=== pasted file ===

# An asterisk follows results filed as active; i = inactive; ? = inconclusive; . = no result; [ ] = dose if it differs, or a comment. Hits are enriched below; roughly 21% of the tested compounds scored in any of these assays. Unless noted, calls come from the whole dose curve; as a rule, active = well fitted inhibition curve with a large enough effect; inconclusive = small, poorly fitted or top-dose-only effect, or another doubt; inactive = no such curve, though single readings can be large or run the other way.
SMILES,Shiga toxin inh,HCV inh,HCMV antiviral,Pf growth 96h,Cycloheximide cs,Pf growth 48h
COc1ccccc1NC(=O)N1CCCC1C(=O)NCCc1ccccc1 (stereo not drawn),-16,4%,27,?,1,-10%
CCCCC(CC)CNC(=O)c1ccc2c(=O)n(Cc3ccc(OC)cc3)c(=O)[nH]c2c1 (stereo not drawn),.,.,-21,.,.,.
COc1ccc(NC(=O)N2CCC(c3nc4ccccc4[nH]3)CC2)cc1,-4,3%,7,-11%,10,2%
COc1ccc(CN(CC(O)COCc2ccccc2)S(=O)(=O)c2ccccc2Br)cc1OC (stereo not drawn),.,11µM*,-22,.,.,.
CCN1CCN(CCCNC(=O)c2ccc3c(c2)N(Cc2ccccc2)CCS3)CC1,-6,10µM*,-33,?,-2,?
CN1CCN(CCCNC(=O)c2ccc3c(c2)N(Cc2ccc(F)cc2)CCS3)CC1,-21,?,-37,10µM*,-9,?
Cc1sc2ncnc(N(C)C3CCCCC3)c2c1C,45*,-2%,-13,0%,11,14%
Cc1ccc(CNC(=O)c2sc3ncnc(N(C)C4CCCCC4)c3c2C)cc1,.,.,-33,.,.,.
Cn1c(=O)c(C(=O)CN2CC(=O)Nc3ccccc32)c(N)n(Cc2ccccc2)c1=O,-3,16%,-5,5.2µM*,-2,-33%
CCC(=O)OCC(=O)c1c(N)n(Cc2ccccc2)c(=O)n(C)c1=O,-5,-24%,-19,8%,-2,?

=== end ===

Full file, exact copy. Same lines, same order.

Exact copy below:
# An asterisk follows results filed as active; i = inactive; ? = inconclusive; . = no result; [ ] = dose if it differs, or a comment. Hits are enriched below; roughly 21% of the tested compounds scored in any of these assays. Unless noted, calls come from the whole dose curve; as a rule, active = well fitted inhibition curve with a large enough effect; inconclusive = small, poorly fitted or top-dose-only effect, or another doubt; inactive = no such curve, though single readings can be large or run the other way.
SMILES,Shiga toxin inh,HCV inh,HCMV antiviral,Pf growth 96h,Cycloheximide cs,Pf growth 48h
COc1ccccc1NC(=O)N1CCCC1C(=O)NCCc1ccccc1 (stereo not drawn),-16,4%,27,?,1,-10%
CCCCC(CC)CNC(=O)c1ccc2c(=O)n(Cc3ccc(OC)cc3)c(=O)[nH]c2c1 (stereo not drawn),.,.,-21,.,.,.
COc1ccc(NC(=O)N2CCC(c3nc4ccccc4[nH]3)CC2)cc1,-4,3%,7,-11%,10,2%
COc1ccc(CN(CC(O)COCc2ccccc2)S(=O)(=O)c2ccccc2Br)cc1OC (stereo not drawn),.,11µM*,-22,.,.,.
CCN1CCN(CCCNC(=O)c2ccc3c(c2)N(Cc2ccccc2)CCS3)CC1,-6,10µM*,-33,?,-2,?
CN1CCN(CCCNC(=O)c2ccc3c(c2)N(Cc2ccc(F)cc2)CCS3)CC1,-21,?,-37,10µM*,-9,?
Cc1sc2ncnc(N(C)C3CCCCC3)c2c1C,45*,-2%,-13,0%,11,14%
Cc1ccc(CNC(=O)c2sc3ncnc(N(C)C4CCCCC4)c3c2C)cc1,.,.,-33,.,.,.
Cn1c(=O)c(C(=O)CN2CC(=O)Nc3ccccc32)c(N)n(Cc2ccccc2)c1=O,-3,16%,-5,5.2µM*,-2,-33%
CCC(=O)OCC(=O)c1c(N)n(Cc2ccccc2)c(=O)n(C)c1=O,-5,-24%,-19,8%,-2,?